I touched upon the role of an ale-conner in a post several years ago, and today I want to add a little something interesting to the story. First, to re-cap: a ‘conner ‘ is ‘one who tries, tests, or examines,’ and an ale-conner is (or rather, was) ‘an officer appointed by a court leet or other local authority to test for the assize the ale brewed (and sometimes the bread baked) in his or her jurisdiction.’  

With an important role goes a great deal of responsibility of course, and officers such as ale-conners, bedels, brokers, sheriffs and so on were required to swear an oath before taking up their positions. The oaths of various officials of the City of London were recorded in the first book of English common law – the Liber Albus: the White Book of the City of London, published in 1419 by John Carpenter.  

Oath of the Ale-Conners.
You shall swear, that you shall know of no brewer or brewster, cook, or pie-baker, in your Ward, who sells the gallon of best ale for more than one penny halfpenny, or the gallon of second for more than one penny, or otherwise than by measure sealed and full of clear ale; or who brews less than he used to do before this cry, by reason hereof, or withdraws himself from following his trade the rather by reason of this cry; or if any persons shall do contrary to any one of these points, you shall certify the Alderman of your Ward [thereof] and of their names. And that you, so soon as you shall be required to taste any ale of a brewer or brewster, shall be ready to do the same; and in case that it be less good than it used to be before this cry, you, by assent of your Alderman, shall set a reasonable price thereon, according to your discretion; and if any one shall afterwards sell the same above the said price, unto your said Alderman you shall certify the same. And that for gift, promise, knowledge, hate, or other cause whatsoever, no brewer, brewster, huckster, cook, or pie-baker, who acts against any one of the points aforesaid, you shall conceal, spare, or tortiously aggrieve; nor when you are required to taste ale, shall absent yourself without reasonable cause and true; but all things which unto your office pertain to do, you shall well and lawfully do.—So God you help, and the Saints.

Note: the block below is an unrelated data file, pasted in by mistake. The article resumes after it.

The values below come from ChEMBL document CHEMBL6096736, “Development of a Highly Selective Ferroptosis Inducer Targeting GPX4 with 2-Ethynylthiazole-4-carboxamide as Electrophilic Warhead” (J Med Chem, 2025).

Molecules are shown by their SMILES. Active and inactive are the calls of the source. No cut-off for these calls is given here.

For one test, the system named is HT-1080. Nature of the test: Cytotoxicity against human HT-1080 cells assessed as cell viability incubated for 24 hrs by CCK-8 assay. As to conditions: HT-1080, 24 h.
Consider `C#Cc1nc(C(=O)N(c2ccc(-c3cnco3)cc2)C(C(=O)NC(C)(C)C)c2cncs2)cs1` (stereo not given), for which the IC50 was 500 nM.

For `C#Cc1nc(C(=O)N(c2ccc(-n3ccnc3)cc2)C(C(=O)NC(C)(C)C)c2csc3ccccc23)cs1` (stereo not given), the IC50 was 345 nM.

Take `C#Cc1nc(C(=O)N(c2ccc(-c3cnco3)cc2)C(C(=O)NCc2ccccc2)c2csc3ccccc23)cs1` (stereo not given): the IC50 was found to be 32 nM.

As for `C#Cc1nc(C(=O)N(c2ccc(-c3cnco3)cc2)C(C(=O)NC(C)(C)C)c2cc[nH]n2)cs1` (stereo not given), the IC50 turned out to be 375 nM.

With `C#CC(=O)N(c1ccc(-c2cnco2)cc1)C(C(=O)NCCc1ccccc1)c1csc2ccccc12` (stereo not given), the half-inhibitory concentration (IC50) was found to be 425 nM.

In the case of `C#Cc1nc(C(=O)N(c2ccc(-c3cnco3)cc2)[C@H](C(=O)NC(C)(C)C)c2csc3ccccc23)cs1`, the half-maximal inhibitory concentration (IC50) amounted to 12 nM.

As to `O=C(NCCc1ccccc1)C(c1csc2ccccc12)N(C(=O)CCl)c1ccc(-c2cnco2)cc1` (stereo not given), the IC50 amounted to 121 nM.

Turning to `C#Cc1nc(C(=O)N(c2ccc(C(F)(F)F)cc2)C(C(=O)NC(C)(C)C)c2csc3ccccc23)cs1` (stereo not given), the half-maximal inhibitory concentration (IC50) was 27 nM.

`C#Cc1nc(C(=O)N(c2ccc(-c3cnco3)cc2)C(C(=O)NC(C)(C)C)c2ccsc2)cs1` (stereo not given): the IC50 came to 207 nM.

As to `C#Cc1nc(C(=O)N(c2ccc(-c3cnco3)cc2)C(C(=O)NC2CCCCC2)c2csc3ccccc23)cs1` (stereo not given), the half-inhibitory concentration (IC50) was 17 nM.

And as the recipe for the day, another version of beer soup:

Beer Soup
Fry brown half a pound of bread crumbs in fresh butter; add a quart of strong beer, as much good red wine, some chopped lemon-peel, cinnamon, cloves, and sugar; make it into a light bouillon, and pour the whole over some slices of bread fried in butter.
 (French Domestic Cookery 1846 , by Louis Eustache Audot

[From the section on German Cookery]

Tuesday, September 17, 2013

Pigs, Pork, and Apples.

Lamb with mint, turkeys with cranberries, beef with mustard, and pork with apples – there are some combinations whose origins are mysterious, but of such long-standing that we hardly question them at all. There are various theories of how these particular associations developed, and one strong possibility is that simple proximity explains them: lamb thrives in the same places as mint, turkeys and cranberries both originate in the New World, and pigs are often turned out to forage in orchards to enjoy the dropped apples. A corollary to the theory is that the flavour of the flesh is improved by the mint or cranberries or apples – and the flesh then also has a natural affinity with the mint or cranberries or apples.